sensitive topics prematurely may expose the child to unnecessary duplicative interviewing, cause
re-traumatization, and disrupt the future potential for the child to divulge the information in a
supportive therapeutic environment, with the support of a qualified clinician.52
To the extent that the GAL requires information about the child’s CSEC experience to
carry out his or her work, the GAL should consider whether such information can be culled from
other sources, such as reports the child has already made to police, social workers, or forensic
interviewers. In fact, it may even be beneficial for the GAL to collect and compare various
alternative reports, perhaps creating a timeline as needed, prior to discussing the events directly
with the child. In this way, the GAL can avoid the harms of duplicative interviewing and re-traumatization described above, while targeting his or her investigative efforts on areas where the
facts remain unclear.
Notwithstanding these parameters, there are circumstances in which it will be necessary
and unavoidable to discuss a client’s experience of exploitation with the client directly. GALs
should be mindful to frame these discussions using non-judgmental language that does not guide
the child toward any certain response. For example, instead of asking “Are you prostituting
yourself?” an advocate should consider reframing the question as, “Have you ever done
something sexual in exchange for something you needed?” The California Child Welfare
Council has produced a useful guide for professionals interviewing CSEC youth, which includes
an Appendix with a host of sample questions.53 GALs should employ the sample questions
provided in such resources in formulating their own set of questions in a way as to be sensitive to
the traumatic experience of their clients.
C. Legal Issue Spotting
Child advocates may be appointed to represent CSEC youth in a variety of legal postures,
including dependency, delinquency, and status offender proceedings. As previously discussed,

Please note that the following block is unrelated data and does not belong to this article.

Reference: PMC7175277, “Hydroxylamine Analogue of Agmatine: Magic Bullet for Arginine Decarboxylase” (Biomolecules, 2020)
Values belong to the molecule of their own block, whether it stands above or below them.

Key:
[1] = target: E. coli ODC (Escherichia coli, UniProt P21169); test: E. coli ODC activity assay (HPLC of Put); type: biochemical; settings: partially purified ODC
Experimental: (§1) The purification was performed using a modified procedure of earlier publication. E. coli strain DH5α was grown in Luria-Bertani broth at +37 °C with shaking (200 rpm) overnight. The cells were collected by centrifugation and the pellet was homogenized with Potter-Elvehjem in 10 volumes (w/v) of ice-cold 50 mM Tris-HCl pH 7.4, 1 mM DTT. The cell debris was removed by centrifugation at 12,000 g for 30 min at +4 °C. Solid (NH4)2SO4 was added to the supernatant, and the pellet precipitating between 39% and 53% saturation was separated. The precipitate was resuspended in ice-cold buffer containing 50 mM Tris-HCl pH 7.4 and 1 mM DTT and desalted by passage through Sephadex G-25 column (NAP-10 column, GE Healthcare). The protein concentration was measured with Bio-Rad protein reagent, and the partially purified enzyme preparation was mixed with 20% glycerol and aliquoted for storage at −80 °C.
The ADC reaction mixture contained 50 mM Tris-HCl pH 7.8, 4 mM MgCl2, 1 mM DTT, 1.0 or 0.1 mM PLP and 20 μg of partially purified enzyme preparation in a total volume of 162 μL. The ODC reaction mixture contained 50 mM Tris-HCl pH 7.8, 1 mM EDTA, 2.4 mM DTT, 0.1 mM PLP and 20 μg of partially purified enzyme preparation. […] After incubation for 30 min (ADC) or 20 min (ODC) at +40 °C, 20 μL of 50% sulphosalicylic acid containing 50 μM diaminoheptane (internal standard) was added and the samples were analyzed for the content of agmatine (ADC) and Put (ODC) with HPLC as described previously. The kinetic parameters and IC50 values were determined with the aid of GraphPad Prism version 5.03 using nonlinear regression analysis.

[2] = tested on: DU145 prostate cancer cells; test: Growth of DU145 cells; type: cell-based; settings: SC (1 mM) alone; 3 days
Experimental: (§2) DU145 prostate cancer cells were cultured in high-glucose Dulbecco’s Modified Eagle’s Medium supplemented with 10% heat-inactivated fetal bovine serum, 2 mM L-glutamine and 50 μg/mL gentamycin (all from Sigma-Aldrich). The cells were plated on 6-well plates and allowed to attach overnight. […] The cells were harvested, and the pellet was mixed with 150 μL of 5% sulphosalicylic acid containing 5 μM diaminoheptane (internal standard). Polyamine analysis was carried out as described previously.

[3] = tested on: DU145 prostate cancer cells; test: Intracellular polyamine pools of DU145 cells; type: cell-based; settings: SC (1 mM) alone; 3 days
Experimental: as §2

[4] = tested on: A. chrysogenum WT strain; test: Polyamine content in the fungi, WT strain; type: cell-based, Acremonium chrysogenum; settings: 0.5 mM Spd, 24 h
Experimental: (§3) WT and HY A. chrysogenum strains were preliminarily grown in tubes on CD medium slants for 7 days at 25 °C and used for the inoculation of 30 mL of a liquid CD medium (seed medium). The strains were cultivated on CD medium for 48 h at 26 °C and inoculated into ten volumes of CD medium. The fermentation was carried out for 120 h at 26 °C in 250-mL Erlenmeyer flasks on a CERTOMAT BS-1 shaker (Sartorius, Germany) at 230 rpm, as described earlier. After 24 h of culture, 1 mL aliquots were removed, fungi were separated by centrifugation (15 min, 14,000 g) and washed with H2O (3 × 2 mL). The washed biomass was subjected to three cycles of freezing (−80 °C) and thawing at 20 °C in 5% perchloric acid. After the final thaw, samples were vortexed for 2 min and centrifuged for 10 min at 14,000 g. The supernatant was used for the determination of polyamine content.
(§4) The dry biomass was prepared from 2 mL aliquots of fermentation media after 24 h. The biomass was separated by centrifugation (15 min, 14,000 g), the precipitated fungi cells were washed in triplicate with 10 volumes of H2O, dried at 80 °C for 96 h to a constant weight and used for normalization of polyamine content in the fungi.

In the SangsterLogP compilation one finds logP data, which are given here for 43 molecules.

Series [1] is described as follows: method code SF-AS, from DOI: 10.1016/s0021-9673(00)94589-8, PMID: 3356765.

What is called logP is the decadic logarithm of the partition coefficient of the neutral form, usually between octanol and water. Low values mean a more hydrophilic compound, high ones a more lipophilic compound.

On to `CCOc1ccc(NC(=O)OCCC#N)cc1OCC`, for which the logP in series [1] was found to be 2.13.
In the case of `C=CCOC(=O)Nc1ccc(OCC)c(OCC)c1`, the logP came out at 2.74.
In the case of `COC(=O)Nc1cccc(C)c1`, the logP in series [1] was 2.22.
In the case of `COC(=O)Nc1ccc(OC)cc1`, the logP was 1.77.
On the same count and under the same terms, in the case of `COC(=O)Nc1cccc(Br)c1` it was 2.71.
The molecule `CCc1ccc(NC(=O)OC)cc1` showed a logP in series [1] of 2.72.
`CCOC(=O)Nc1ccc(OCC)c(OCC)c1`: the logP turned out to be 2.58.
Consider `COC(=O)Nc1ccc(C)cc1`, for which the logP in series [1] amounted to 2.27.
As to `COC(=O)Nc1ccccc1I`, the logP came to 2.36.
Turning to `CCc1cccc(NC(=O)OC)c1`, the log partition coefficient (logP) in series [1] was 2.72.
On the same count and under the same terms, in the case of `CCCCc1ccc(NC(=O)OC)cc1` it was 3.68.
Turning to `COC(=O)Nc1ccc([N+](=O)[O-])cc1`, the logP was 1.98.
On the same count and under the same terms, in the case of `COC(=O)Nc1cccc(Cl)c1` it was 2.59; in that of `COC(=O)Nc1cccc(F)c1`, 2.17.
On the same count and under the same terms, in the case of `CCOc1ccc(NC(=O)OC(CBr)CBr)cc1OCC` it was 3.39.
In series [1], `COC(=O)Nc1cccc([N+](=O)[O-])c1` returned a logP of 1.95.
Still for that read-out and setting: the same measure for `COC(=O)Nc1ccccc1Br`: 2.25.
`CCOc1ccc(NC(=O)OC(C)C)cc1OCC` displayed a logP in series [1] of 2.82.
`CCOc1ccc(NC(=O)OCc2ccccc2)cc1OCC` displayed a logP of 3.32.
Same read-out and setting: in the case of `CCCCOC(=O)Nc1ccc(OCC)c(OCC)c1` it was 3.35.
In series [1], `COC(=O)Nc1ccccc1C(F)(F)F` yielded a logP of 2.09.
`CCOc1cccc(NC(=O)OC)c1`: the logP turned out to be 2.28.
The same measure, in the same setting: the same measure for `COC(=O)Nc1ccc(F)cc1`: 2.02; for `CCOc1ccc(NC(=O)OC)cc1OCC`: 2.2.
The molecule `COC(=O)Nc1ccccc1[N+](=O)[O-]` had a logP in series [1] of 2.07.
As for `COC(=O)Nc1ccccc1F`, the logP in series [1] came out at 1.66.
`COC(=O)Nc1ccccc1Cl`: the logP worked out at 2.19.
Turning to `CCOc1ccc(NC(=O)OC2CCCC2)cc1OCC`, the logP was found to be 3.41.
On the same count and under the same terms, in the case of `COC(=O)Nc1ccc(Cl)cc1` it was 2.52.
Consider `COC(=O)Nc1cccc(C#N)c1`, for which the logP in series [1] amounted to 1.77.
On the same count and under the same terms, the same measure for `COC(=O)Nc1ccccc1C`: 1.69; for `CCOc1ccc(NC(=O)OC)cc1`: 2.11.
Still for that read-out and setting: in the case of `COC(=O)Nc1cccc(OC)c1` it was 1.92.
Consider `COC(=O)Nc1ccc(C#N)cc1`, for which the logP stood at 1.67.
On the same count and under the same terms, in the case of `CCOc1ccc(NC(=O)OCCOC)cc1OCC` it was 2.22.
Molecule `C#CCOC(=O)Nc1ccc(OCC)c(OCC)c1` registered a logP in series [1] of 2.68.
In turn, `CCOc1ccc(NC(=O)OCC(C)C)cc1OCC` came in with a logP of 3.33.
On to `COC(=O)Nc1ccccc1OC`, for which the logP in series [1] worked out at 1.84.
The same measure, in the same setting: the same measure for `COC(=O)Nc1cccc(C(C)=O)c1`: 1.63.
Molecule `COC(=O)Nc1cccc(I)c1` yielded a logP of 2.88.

commercially sexually exploited children are often first identified as children in trouble when
they are referred to the legal system for truancy or runaway behaviors.54 Both activities indicate
that a child may be a victim of human trafficking.55
One initial and ongoing task for GALs will be to assess whether the current legal venue is
in fact the appropriate one to meet the child’s needs. Nationwide, CSEC reforms are beginning to
approach CSEC cases through methods other than the punitive model traditionally applied to
court-involved youth.56 However, the majority of jurisdictions have not fully implemented this
new approach, and in many jurisdictions the shift to a non-punitive approach has not yet begun.
Thus, the GAL must consider whether the youth’s court case is designed to address his or her
needs in a meaningful way, rather than punish behavior.
Consider, for example, the case of Michelle, an eleven-year old child whose first contact
with the local court occurs after her arrest on charges of solicitation and prostitution. During the
course of her investigation, the assigned GAL speaks to several neighbors in the community, all
used, however, when the social environment is reasonably stable and the child has acquired sufficient emotional regulation skills to
tolerate talking about the trauma.”).
52 U.N. OFFICE ON DRUGS & CRIME, ANTI-HUMAN TRAFFICKING MANUAL FOR CRIMINAL JUSTICE PRACTITIONERS: MODULE 3, at 2,
10 (2009), available at http://www.unodc.org/documents/human-trafficking/TIP_module3_Ebook.pdf (“Avoid early interviews
wherever possible. An early interview of the victim will in many cases overstrain the victim’s capacity to remember and to cope with
the overwhelming memories and may jeopardize the consistency of the statement you obtain.”).
53 See WALKER, supra note 26, at 74-77.
54 Truancy and running away are considered status offenses. See COAL. FOR JUVENILE JUS TICE, supra note 29.
55 See supra text accompanying note 29.
56 See, e.g., Brown, supra note 5 (discussing the implementation of a “Girls Court” linking CSEC victims and vulnerable girls to
“social service agencies, providing informal Saturday sessions on everything from body image to legal jargon, and offering a team of
adults whom they can develop and trust”).